Dylan Rafaty

Disability rights activist and entrepreneur Dylan Rafaty has made it his lifelong mission to make the world more accommodating to deaf and/or hard-of-hearing individuals. In this pursuit, he has started his own business, served as the Vice Chair of the Texas Governor’s Committee on People with Disabilities and served as a commissioner for Plano’s Building Standards Commission.

A man of many hats, Rafaty has taken on many roles in his advocacy, and as he explains in this profile, Plano has been a frequent stomping grounds for his work.

What events in life brought you down the path of disability rights advocacy?

I'm a proud Special Education graduate of Plano ISD, Class of 2009 (Plano West). I'm a person with spinal back, neck fusions along with being deaf and hard of hearing with a left hearing aid. It all started with self-publishing my book Occupy Special Education - Children Should Be Seen and Heard in spring 2012. This book led me to become self-aware to speak up on the educational barriers that many students like myself face while in public education. In November 2012, I founded my own business, DylanListed, which focused on increasing education, empowerment and employment for the cross-disability community including our disabled veterans.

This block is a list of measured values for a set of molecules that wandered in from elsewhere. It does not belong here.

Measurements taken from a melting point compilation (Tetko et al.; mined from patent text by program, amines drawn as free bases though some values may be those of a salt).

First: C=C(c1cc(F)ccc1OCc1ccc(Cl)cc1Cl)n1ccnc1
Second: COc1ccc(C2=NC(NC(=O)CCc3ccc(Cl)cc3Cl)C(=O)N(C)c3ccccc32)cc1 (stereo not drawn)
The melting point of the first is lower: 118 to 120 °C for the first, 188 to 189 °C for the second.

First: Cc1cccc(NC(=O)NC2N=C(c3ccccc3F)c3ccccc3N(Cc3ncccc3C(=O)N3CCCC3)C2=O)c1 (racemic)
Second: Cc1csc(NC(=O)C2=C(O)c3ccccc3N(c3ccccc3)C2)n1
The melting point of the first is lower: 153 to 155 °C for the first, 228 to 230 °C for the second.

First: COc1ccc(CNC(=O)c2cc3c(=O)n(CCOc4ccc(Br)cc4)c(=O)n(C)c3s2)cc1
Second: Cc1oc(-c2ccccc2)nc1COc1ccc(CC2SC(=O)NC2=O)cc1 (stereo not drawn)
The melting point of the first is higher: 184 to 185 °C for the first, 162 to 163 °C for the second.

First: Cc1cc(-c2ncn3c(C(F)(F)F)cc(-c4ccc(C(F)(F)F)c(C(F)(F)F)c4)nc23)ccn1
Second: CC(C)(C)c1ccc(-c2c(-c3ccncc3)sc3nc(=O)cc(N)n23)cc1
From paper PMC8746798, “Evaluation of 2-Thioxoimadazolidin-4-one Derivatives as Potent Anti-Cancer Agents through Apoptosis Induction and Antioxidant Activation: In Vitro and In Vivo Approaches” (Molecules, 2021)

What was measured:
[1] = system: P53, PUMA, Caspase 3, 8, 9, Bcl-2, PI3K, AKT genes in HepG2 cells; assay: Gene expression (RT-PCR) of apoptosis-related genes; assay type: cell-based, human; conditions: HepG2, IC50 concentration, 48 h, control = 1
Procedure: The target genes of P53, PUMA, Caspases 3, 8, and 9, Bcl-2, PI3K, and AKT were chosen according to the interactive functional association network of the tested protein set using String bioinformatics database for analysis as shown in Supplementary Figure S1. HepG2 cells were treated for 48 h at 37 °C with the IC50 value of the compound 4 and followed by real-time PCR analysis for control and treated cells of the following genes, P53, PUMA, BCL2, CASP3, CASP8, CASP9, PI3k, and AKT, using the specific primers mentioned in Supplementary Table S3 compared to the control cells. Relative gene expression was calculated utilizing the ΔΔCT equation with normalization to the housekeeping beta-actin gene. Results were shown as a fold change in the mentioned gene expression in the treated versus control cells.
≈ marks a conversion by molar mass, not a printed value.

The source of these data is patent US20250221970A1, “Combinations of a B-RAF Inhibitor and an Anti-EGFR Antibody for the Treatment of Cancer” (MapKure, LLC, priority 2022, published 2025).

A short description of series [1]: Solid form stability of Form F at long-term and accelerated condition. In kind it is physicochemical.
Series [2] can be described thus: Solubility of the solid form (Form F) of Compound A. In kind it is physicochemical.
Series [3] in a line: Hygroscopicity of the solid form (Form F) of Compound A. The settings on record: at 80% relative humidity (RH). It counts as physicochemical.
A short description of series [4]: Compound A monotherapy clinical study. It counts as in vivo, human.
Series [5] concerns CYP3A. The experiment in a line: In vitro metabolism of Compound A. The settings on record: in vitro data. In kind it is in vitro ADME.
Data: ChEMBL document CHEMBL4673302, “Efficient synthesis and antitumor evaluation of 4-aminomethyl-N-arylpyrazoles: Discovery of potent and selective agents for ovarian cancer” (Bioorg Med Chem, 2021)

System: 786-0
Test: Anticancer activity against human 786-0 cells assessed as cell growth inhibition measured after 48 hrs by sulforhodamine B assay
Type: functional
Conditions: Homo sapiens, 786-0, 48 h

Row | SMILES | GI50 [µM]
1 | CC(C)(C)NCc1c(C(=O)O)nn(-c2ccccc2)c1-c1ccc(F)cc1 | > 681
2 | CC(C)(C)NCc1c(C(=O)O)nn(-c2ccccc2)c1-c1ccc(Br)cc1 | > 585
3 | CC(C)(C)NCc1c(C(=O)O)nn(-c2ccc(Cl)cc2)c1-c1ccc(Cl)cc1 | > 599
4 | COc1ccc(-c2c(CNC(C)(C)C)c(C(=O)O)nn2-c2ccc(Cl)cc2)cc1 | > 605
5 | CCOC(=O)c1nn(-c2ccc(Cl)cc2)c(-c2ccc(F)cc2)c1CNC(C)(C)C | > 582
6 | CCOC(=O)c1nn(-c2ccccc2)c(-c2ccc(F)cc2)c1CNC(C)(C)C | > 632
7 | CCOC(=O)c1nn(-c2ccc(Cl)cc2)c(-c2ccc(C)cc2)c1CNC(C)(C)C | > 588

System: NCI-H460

This boosted my advocacy efforts on multiple fronts through expanding my networks starting within the startup communities in Dallas and Austin. Early on, I wanted to know who the players were and how I can play a contributing role in making 'disability' part of the discussion. This led me to meet some incredible community leaders, multimillionaire entrepreneurs, investors and top dog individuals who have significant influence across sectors and industries. Then came the official appointment to the Texas Governor's Committee on People with Disabilities in late September 2015, which sparked my advocacy journey to new heights with an impact on the state and national levels. In 2021, I renamed an existing community organization that I founded in 2017 to the North Texas Disability Chamber, which is the fifth cross-disability chamber in the US and fourth in Texas. We are focused on community education and cross-disability community building with the abled and disabled communities.